The Maxwell Trial: Defendant recovers as director tells of Scitex deal

Day 39
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Robert Bunn, a former Maxwell aide on trial with Kevin and Ian Maxwell at the Old Bailey, had a heart attack last Friday but should be well enough to return to court at the end of August.

The six-month trial had been adjourned for three days this week because of Mr Bunn's illness. Mr Justice Phillips decided yesterday that witnesses will appear while Mr Bunn is away.

Mr Bunn's counsel, Peter Rook QC, told the jury yesterday that the defendant had suffered a heart attack after being sent to hospital by his GP. Mr Bunn, a former finance director of Maxwell Communication Corporation, should be able to go home in the next few days, said Mr Rook. He should be fit to return to the trial after the August recess, the QC added.

After news of Mr Bunn, a witness from Barclays Bank told the court that Kevin Maxwell never told Barclays that pounds 100m was due to be repaid to the Maxwell Group's pension fund from the sale of Scitex shares.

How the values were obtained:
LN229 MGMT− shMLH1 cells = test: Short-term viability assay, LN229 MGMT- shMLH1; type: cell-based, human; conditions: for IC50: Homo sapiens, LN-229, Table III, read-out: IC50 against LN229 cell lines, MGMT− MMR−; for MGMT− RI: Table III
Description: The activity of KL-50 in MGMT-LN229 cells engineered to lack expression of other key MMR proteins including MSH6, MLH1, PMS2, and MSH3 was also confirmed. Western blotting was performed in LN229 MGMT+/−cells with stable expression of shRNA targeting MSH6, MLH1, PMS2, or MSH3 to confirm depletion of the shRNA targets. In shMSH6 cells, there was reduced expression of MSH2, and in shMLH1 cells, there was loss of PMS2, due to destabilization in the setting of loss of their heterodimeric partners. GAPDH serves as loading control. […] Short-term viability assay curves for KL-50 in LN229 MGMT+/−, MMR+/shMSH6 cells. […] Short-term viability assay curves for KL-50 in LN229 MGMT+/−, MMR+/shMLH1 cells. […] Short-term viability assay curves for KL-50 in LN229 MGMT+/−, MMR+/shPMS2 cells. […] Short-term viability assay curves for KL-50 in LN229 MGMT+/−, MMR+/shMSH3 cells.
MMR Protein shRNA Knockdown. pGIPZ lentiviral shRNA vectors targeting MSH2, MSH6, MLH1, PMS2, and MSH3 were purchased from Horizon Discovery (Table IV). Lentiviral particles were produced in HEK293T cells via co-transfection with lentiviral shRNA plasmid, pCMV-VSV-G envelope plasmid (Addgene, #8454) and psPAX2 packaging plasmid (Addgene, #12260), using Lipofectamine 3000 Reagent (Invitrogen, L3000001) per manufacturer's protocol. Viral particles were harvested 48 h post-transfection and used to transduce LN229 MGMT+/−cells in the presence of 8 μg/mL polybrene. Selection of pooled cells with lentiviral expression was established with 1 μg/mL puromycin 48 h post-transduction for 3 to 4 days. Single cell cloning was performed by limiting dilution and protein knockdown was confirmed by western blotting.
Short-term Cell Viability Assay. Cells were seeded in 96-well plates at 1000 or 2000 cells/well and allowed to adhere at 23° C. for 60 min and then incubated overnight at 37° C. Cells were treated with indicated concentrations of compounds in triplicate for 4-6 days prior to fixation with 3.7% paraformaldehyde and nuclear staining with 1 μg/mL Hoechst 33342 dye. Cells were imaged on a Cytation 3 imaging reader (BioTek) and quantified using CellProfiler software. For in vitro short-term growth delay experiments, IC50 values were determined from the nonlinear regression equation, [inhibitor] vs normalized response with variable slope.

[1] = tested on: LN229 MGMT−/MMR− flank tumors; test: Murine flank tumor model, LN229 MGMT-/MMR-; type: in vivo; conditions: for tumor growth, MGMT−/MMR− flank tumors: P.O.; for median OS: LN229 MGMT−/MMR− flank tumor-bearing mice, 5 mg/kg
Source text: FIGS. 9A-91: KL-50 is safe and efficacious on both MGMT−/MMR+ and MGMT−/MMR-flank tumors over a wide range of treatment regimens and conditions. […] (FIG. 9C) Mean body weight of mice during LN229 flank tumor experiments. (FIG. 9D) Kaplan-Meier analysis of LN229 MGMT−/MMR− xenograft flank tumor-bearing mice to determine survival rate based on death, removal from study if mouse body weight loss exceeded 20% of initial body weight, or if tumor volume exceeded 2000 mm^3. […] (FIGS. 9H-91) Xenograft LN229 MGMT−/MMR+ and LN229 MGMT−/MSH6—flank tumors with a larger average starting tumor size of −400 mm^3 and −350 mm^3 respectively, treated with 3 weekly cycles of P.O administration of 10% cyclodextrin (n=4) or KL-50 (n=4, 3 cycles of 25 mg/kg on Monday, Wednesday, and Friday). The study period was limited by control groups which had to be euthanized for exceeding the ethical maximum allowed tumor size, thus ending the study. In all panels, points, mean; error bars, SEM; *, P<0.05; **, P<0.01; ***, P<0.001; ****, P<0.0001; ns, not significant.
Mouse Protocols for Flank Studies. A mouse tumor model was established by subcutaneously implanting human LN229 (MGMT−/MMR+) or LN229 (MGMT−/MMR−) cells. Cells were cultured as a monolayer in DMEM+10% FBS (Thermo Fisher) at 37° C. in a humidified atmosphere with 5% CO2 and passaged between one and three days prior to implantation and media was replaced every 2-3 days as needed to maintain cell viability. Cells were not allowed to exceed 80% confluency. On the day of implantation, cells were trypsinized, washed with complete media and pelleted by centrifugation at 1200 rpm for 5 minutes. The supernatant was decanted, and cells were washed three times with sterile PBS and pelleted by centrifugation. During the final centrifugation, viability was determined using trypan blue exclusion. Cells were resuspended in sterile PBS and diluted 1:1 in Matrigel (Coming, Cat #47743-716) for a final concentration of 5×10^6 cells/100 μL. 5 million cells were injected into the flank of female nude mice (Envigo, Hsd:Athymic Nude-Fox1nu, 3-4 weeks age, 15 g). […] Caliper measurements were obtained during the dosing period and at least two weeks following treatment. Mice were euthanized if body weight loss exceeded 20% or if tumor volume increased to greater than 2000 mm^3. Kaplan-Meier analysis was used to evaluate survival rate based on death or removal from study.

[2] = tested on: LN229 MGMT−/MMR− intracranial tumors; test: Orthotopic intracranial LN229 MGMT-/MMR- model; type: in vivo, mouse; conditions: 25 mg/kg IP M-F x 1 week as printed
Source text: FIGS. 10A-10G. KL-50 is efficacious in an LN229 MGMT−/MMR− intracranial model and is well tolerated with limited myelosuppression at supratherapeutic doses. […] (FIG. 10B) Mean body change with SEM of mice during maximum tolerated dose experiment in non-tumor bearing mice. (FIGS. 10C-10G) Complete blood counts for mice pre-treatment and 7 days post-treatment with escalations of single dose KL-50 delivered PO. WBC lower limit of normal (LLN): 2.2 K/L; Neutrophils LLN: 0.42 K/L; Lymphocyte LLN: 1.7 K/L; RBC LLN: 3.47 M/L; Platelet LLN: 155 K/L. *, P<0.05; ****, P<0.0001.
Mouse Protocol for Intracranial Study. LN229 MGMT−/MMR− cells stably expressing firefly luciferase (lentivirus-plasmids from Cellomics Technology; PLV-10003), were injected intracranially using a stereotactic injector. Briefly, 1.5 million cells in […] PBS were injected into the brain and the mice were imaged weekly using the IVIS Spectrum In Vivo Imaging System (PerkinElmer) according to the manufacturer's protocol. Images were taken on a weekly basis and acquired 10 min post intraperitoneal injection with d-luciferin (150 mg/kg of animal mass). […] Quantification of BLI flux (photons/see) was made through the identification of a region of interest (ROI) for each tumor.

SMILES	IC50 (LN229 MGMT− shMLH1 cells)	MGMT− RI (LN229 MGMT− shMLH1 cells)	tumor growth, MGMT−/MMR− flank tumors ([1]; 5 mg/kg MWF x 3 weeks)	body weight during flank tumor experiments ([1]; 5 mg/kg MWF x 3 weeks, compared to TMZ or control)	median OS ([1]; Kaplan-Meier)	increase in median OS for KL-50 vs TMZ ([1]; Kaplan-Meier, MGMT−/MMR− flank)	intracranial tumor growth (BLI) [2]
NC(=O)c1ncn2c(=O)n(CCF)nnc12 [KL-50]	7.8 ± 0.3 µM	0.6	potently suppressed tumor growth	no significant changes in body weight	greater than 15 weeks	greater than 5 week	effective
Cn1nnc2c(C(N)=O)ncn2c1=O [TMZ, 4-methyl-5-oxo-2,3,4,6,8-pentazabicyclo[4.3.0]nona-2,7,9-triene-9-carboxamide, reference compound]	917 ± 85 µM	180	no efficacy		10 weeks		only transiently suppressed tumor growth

The shares were sold forpounds 139m about two months before Robert Maxwell died on 5 November 1991, but Barclays Bank was not aware of the liability to the pension fund, said Richard Pelly, a corporate finance director of the bank.

Alan Suckling QC, prosecuting on behalf of the Serious Fraud Office, asked: "Were you ever told of any interest of the pension fund in Scitex?"

"No," replied Mr Pelly.

"Were you ever told by Kevin Maxwell that any money had to be paid to the pension fund in respect of Scitex?"

"At no stage."

Mr Pelly said he would have been "very interested" in the pension fund's interest because it had been always indicated to him that the Scitex shares were available to repay debts due to Barclays from private companies owned by Robert Maxwell.

Barclays received no Scitex cash. It went to other banks, he said. It was only after Maxwell's death that he heard about the pension fund's position.

Mr Bunn, Kevin and Ian Maxwell and another former Maxwell executive, Larry Trachtenberg, all deny conspiracy to defraud. Kevin alone denies conspiring with his father to defraud the pension fund by misuse of the pounds 100m Scitex investments.

Mr Pelly agreed that he had described Robert Maxwell as an unorthodox, domineering and devious entrepreneur who managed his multi-million pound publishing empire by "fear".

Mr Pelly saw much more of Kevin that he did of his father and he had noted that some plans suggested by Kevin became "less realistic and more desperate" as1991 went by. The trial continues.